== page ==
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My First Fix
By: Chris McNamara

CM leading the crux A5 pitch of Reticent Wall, El Cap, Yosemite.  Photo by Erik SloanI was sixteen and my first attempt at soloing the Prow had seen my dreams of big wall glory crushed. For my decision to retreat I made up a variety of excuses both to myself and to others: my portaledge was wasn't working and... I didn't bring enough water and... it was too hot and... And in truth I was plain terrified by that massive expanse of granite. Who was I kidding; I had been dragged up on my first couple walls. I wasn't really a wall climber. 

My dreams of becoming a master big wall climber evaporated, I decided to spend the next day walking the base of El Cap to look for gall fallen gear and ogle routes that I would now certainly never climb. When I reached the base of the southeast face I planted myself on a boulder, arched my head back and took in the infinite Granite Ocean above me. Just sitting there I felt a surge of adrenaline as I wondered what it would be like to be hanging from a tiny hook 2000 feet above the ground - I didn't have to climb El Cap to feel its power.

Moving my attention to the west I spotted a soloist on Zenyatta Mondatta. The guide at the time rated the climb the mythical grade of A5. Fucking A5! - That meant that whoever was up there was either suicidal, an aid climbing god or had just broken up with his girlfriend, maybe all three. 

Then a strange thing happened. For reason still not clear I yelled up to the soloist: "Need a partner?" 

From his height I was just a spec in the talus. He couldn't tell that I was freshman in high school or that the Prow had just humiliated me or that I had never really climbed a true big wall. But as it happened this soloist was probably in the "zone of doubt" - that mental space where one is equally torn between the painful and challenging prospect of El Cap solo glory or the readily available Merced river and pints of Ben and Jerry's. After a moment of hesitation the soloist called down "Sure I could use a partner. Go get your stuff and we will start up the day after tomorrow."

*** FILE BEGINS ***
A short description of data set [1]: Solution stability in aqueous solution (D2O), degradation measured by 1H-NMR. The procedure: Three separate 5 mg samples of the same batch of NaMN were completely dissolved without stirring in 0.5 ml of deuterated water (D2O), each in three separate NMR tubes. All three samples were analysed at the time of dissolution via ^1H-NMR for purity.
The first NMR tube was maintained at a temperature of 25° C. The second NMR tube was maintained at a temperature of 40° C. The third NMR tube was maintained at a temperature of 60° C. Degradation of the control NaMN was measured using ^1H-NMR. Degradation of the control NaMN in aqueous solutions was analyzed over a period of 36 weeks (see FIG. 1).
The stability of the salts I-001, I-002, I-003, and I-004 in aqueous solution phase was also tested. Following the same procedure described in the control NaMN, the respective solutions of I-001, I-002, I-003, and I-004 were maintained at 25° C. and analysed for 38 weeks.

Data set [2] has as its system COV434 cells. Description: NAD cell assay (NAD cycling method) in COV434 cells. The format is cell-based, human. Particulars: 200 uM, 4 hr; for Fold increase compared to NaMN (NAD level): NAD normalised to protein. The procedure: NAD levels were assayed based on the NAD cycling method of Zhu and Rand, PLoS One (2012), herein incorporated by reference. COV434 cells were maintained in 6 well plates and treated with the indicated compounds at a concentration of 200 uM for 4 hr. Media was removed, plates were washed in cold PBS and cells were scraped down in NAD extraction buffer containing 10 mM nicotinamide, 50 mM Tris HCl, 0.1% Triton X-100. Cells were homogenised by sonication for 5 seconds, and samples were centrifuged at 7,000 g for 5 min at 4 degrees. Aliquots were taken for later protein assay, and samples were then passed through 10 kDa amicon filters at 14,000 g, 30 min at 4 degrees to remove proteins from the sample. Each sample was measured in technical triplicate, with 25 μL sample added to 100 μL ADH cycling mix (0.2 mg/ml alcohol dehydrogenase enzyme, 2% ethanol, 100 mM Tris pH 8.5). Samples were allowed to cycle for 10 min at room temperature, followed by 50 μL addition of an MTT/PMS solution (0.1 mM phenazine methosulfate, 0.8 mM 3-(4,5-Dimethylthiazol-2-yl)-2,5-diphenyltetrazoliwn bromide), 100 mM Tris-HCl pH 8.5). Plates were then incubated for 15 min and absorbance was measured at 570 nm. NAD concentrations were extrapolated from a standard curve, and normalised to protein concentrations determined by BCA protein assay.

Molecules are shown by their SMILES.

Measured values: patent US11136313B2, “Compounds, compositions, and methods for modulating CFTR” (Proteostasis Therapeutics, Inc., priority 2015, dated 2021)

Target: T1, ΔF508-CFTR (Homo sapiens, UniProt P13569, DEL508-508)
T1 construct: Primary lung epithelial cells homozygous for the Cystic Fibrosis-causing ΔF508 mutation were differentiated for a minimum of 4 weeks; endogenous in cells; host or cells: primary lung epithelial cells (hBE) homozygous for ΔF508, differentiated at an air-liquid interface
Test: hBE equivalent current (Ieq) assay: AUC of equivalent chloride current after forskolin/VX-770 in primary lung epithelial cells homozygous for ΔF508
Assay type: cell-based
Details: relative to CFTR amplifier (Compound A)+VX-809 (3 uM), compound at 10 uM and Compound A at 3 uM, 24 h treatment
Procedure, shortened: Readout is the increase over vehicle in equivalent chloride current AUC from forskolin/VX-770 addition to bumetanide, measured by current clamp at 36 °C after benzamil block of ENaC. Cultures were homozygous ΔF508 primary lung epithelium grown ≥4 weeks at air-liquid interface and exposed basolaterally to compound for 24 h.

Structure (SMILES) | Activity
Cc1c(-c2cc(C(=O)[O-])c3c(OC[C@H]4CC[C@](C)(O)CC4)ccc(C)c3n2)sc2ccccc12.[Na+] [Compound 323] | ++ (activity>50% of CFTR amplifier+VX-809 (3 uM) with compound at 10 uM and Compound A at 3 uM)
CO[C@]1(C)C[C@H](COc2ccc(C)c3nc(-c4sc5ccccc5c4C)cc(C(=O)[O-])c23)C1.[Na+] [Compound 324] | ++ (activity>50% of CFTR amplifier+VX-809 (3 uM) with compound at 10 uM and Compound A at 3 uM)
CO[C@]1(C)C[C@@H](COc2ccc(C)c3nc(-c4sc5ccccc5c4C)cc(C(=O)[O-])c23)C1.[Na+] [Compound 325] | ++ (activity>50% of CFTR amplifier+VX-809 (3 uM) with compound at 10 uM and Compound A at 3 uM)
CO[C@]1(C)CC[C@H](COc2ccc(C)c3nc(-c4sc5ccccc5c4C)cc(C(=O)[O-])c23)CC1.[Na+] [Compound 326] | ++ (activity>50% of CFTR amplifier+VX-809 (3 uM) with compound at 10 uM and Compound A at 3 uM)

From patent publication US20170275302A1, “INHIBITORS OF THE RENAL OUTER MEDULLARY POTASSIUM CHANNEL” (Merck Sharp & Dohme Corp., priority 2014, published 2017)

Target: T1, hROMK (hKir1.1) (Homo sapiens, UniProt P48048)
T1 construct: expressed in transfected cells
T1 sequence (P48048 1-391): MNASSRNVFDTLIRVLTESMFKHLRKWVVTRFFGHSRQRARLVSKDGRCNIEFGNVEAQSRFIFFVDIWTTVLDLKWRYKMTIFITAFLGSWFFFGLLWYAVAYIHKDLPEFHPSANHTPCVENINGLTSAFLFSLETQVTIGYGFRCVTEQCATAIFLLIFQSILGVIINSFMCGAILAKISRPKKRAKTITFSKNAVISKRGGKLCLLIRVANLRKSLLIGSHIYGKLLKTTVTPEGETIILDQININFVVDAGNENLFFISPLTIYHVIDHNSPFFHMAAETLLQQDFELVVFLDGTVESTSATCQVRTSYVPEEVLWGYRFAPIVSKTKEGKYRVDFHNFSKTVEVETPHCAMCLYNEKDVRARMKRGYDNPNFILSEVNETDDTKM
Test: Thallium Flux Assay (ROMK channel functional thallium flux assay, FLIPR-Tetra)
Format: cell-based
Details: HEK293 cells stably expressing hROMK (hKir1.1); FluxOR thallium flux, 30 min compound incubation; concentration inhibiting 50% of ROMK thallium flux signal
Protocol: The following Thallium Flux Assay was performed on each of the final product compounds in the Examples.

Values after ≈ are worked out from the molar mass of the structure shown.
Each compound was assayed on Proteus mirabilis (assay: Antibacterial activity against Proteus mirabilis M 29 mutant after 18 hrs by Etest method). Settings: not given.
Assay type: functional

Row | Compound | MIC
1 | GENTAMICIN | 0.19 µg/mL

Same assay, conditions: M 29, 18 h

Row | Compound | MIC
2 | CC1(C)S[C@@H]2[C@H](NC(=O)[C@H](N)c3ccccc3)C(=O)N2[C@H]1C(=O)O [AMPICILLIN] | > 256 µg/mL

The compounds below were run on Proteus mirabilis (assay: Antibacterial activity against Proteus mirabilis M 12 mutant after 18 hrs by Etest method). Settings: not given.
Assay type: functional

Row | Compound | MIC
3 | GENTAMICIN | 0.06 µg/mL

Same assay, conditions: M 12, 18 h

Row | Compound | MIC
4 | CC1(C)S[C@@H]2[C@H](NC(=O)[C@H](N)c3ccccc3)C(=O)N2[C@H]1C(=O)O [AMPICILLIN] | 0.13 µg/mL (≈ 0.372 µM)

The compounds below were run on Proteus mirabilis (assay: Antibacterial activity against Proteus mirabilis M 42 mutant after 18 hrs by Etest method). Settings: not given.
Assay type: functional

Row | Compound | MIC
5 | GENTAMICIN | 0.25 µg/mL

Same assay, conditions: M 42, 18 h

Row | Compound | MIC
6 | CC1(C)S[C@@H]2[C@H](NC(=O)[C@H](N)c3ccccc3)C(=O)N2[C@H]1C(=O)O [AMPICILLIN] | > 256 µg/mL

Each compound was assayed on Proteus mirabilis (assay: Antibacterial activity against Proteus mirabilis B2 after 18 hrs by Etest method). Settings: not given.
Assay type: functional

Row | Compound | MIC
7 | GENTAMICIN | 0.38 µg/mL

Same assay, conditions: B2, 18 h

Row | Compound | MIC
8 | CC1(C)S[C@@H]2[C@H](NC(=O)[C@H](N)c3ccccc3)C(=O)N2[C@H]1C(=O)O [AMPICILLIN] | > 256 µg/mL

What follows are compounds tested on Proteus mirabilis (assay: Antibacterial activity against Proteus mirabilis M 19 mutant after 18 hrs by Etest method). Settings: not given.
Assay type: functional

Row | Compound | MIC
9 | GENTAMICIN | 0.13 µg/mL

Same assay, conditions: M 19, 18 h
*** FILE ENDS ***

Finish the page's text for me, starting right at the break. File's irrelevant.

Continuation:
Ecstatic but terrified, I felt like a tee-ball player who had just been drafted to the major leagues. As I gathered my stuff and walked to the base over the next day, the gravity of the entire situation descended upon me. What the hell was I thinking!?

Blast off day. A fixed line led to my partner's highpoint on the second belay. Staring up at the fixed line two words came to mind: tooth floss. The rope ran upwards, gradually getting smaller and smaller to where it seemed so small it could slide between my teeth.

For next thirty minutes I delicately slid up the rope taking great care to bounce as little as possible. Reaching the belay I prepared to haul by bag. You would have though I was handling the plutonium the way my hands trembled as I grabbed a carabiner opened the pulley and placed the rope inside. One sixty-meter rope stretches from me to the ground but the exposure is so great that it feels like I am at least 1000ft off the ground. I tremble to think of what the exposure will be like when we are actually 1000 feet off the ground.

CM on a Pacific Ocean Wall penji.  Photo by Jason "Singer" SmithMy partner led the next pitch and then I faced my first lead of the climb: pitch four A3. Looking upwards, a few shallow cracks ran upwards for 15 feet, then 15 feet of blankness to the first good feature.

I put in a nut for the first piece. Then I had to place a pin... ugh o. I had never really placed a piton on an real climb before and my ineptitude shined through as gave tiny little baby taps to the pin, like I didn't want to hurt its feelings. I did the same with the next piton placement. I gave it a few pseudo bounce tests where I didn't actually put any weight on the piece and then stood up on it...for a second.. and then.. PING. The distinct sound of jangling pitons and carabiners was followed by a jolt on my harness. I looked up and saw was ten feet below my belayer. My first ten minutes as a hard climber had seen me progress negative ten feet.

Utterly terrified, I was certain I had escaped being talus food only by some compact I had signed mid fall with Satan himself. At the same time I was relieved - I now had the makings of an excuse to bail on leading the pitch - after all - if I kept leading I was bound to kill myself. However, my pathetic pleas for mercy were met by words of encouragement from my partner, " You got it, Chris. It's no big deal, but ... try bounce testing those pieces!"

I regained my highpoint placing the same pitons - this time wielding the hammer with a heft that would make Thor proud. The pitons held! Above, I moved onto a series of hooks and felt my confidence grow. Suddenly I was having fun as I began to gain more control over the placements. After 130 feet I pulled on the ledge and triumphantly screamed "off belay." Right then I just about lost it and jumped up and down - acting like a five-year-old on Christmas morning. My body felt light and tingly and I wore a grin that stretched from El Cap tower to Horsetail Falls. Right then I knew I had found my passion in wall climbing and I was hooked for life.



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